Today is day 12 of entirely solo parenting.
Today I am so thankful for my coparents.
When we first split, I took the kids and moved. I moved far enough away to not bump into each other in the grocery store. To not worry about who hears and says and sees what. I moved far enough away to give myself the time and space I needed to be mad and hurt and to process in my own way.
About a year later I moved back closer. I had had my space. I had felt my feelings. I had healed some of what needed to be healed. And I was SO sick of traffic during visits.
Another two years after that we moved even closer together. My coparent and I, along with the new spouse had worked together to get things where and how they needed to be for the kids. And quite frankly, for ourselves.
We stopped calling each other exes and started calling each other coparents. We stopped worrying about parenting time lost and started focusing on how to better spend our time now. And now we truly are a team. A team that works so well, that we don’t even realize it sometimes.
So now that they have been away for TWELVE days, I can confidently say that as much as I am a single parent, I am also NOT a single parent. Nor do I wish to be. My kids do better when they have all of us. We do better when we have all of us. And while everyone survived this adventure, and even had fun, I’m happy that the other two-thirds of my team will be home tonight.
Sometimes, when I can’t help it, I leave New Jersey. Last weekend, my husband and I ventured about an hour north into Newburgh, New York. We embarked on the Estuary Steward and took a 30 minute ride up the Hudson River to Pollepel Island. Once we reached Pollepel Island, our tour guide regaled us with the history and folklore surrounding the island, as well as its locally famous landmark, known as the Bannerman Castle. Frank Bannerman and his family lived in New York in the late 1800s and early 1900s. Frank purchased military surplus goods such as guns and ammunition and resold them for profit. He eventually ran out of room to store his 30 million munition cartridges, and thus began construction on a castle to store his military surplus goods on Pollepel Island. Frank designed the castle based off of castles in Europe that he saw during his travels. Construction began in 1901 and ceased upon Frank’s death in 1918. In 1920, an explosion of gun powder and bullets stored on the premises destroyed a portion of the castle. The elements, including several snowstorms and fires, further destroyed the castle in the following decades. At the present time New York State owns the lands, and various tour groups offer walking tours and kayak tours of the area. The grounds are extremely well-kept, including an extensive array of flowers, the remains of the “Bannerman Castle,” and the residence in which the Bannerman family resided during their time on the island. This is a must-see location for anyone who enjoys modern American history, Hudson Valley history, and outdoor/hiking activities.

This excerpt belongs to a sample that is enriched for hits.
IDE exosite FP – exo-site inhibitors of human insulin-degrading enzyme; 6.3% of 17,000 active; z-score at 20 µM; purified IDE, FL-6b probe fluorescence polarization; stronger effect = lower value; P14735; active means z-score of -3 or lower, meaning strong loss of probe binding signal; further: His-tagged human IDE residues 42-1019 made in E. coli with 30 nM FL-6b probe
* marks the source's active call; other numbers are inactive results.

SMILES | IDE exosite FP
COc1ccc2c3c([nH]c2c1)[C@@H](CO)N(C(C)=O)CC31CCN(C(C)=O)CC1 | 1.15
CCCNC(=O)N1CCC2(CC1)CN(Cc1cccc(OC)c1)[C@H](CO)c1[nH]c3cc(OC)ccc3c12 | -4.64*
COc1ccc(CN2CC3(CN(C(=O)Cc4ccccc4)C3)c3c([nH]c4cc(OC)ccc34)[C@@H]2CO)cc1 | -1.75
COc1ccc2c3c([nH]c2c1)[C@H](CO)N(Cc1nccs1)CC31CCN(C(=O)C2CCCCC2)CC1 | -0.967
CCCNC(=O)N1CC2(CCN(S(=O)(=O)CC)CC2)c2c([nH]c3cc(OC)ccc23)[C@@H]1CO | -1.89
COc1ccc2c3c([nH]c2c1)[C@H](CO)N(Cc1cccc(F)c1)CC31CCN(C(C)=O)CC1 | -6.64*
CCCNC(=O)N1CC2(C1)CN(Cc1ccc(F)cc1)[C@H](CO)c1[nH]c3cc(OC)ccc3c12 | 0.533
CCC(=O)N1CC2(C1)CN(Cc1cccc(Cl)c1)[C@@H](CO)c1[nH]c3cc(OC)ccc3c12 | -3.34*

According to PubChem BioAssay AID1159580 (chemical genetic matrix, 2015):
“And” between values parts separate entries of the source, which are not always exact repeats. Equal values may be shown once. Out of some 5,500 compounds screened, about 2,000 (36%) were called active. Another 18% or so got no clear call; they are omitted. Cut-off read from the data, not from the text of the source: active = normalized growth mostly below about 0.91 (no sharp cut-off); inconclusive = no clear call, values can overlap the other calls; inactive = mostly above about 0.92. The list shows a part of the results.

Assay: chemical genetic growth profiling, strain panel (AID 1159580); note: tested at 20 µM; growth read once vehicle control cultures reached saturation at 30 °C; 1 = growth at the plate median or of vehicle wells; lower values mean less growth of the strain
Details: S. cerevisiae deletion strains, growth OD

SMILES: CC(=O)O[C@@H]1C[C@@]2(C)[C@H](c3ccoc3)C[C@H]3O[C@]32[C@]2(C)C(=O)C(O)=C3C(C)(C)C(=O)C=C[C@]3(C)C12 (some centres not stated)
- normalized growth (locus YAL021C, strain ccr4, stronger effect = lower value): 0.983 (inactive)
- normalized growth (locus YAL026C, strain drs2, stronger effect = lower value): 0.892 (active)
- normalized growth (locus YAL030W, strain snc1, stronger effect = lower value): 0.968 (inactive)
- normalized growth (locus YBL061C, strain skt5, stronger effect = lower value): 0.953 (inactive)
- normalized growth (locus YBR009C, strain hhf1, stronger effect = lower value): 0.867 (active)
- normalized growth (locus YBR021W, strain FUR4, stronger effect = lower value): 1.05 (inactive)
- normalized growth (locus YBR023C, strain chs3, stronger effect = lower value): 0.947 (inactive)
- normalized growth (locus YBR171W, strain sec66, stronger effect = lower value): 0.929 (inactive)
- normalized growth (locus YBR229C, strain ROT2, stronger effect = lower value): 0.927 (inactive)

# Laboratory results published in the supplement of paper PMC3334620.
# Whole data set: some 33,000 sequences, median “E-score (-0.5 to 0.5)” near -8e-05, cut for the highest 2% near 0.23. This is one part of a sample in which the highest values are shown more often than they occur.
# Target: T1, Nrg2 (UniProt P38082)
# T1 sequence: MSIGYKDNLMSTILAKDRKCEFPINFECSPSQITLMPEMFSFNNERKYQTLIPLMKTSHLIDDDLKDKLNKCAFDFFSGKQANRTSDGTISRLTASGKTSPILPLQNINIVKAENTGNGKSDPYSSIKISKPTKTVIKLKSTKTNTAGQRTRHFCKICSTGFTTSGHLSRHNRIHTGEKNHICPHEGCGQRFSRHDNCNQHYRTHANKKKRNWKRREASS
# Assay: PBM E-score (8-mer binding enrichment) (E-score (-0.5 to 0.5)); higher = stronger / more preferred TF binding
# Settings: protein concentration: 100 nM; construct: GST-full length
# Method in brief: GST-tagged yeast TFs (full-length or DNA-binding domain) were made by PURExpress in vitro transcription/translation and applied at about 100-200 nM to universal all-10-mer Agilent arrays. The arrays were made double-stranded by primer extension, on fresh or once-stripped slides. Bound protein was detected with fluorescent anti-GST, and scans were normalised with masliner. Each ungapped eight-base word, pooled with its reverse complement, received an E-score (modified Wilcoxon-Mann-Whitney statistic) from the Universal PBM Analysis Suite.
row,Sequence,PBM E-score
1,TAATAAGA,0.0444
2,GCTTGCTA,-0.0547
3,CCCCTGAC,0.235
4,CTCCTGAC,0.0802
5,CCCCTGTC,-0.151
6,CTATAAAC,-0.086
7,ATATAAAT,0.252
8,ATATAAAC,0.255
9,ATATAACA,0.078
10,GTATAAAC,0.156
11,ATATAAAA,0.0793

Cuando piensas en la palabra “custodia”, muchas personas asumen que simplemente significa dónde vive un niño. La ley de Nueva Jersey establece diferentes tipos de custodia, dependiendo de la situación de la familia.
La custodia legal se refiere al derecho de cada padre a tomar decisiones importantes sobre la vida del niño, como las relacionadas con la atención médica, la educación y la educación religiosa. En muchos casos, uno de los padres tiene la custodia física primaria de un niño, o sirve como el padre de la residencia principal (PPR). En otros casos, los padres pueden haber compartido la custodia física, lo que significa que un niño pasa más o menos la misma cantidad de tiempo con cada padre.